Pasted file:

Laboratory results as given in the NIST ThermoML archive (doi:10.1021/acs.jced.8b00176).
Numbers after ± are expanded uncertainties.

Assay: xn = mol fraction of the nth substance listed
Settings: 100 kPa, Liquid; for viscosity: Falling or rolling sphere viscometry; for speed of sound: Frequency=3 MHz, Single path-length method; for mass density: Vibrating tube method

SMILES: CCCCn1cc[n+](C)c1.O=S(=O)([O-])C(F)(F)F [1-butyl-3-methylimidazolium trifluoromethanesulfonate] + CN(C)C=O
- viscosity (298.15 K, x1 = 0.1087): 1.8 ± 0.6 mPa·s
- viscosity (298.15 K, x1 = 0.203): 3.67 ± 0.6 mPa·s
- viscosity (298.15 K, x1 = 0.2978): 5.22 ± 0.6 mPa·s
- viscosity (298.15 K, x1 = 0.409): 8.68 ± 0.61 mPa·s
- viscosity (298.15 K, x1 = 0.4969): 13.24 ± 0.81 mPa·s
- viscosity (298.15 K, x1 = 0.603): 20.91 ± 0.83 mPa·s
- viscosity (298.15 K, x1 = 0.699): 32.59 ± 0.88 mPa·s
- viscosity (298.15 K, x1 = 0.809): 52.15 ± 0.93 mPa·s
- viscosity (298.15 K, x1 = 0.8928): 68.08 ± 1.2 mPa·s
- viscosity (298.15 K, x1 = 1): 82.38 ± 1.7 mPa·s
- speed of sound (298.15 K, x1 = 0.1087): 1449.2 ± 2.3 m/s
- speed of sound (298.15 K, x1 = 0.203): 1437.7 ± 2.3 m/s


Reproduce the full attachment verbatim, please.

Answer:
Laboratory results as given in the NIST ThermoML archive (doi:10.1021/acs.jced.8b00176).
Numbers after ± are expanded uncertainties.

Assay: xn = mol fraction of the nth substance listed
Settings: 100 kPa, Liquid; for viscosity: Falling or rolling sphere viscometry; for speed of sound: Frequency=3 MHz, Single path-length method; for mass density: Vibrating tube method

SMILES: CCCCn1cc[n+](C)c1.O=S(=O)([O-])C(F)(F)F [1-butyl-3-methylimidazolium trifluoromethanesulfonate] + CN(C)C=O
- viscosity (298.15 K, x1 = 0.1087): 1.8 ± 0.6 mPa·s
- viscosity (298.15 K, x1 = 0.203): 3.67 ± 0.6 mPa·s
- viscosity (298.15 K, x1 = 0.2978): 5.22 ± 0.6 mPa·s
- viscosity (298.15 K, x1 = 0.409): 8.68 ± 0.61 mPa·s
- viscosity (298.15 K, x1 = 0.4969): 13.24 ± 0.81 mPa·s
- viscosity (298.15 K, x1 = 0.603): 20.91 ± 0.83 mPa·s
- viscosity (298.15 K, x1 = 0.699): 32.59 ± 0.88 mPa·s
- viscosity (298.15 K, x1 = 0.809): 52.15 ± 0.93 mPa·s
- viscosity (298.15 K, x1 = 0.8928): 68.08 ± 1.2 mPa·s
- viscosity (298.15 K, x1 = 1): 82.38 ± 1.7 mPa·s
- speed of sound (298.15 K, x1 = 0.1087): 1449.2 ± 2.3 m/s
- speed of sound (298.15 K, x1 = 0.203): 1437.7 ± 2.3 m/s